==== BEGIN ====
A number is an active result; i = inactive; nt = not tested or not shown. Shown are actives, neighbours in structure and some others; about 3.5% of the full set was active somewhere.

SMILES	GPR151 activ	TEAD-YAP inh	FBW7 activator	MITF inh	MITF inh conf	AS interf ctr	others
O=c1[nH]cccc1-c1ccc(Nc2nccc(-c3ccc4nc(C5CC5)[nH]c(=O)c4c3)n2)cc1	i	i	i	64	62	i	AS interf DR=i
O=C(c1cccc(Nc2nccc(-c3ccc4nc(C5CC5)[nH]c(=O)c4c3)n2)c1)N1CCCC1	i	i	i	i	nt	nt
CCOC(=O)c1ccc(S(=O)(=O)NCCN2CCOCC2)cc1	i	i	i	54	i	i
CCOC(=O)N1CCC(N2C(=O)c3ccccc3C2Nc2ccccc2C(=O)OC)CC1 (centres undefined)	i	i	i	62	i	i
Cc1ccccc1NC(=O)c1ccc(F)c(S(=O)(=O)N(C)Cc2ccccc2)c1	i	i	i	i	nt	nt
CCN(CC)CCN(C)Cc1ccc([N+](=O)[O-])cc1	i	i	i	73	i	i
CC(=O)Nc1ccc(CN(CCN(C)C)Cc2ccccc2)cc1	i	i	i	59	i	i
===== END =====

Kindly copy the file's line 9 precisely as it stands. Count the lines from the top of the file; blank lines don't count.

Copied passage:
CC(=O)Nc1ccc(CN(CCN(C)C)Cc2ccccc2)cc1	i	i	i	59	i	i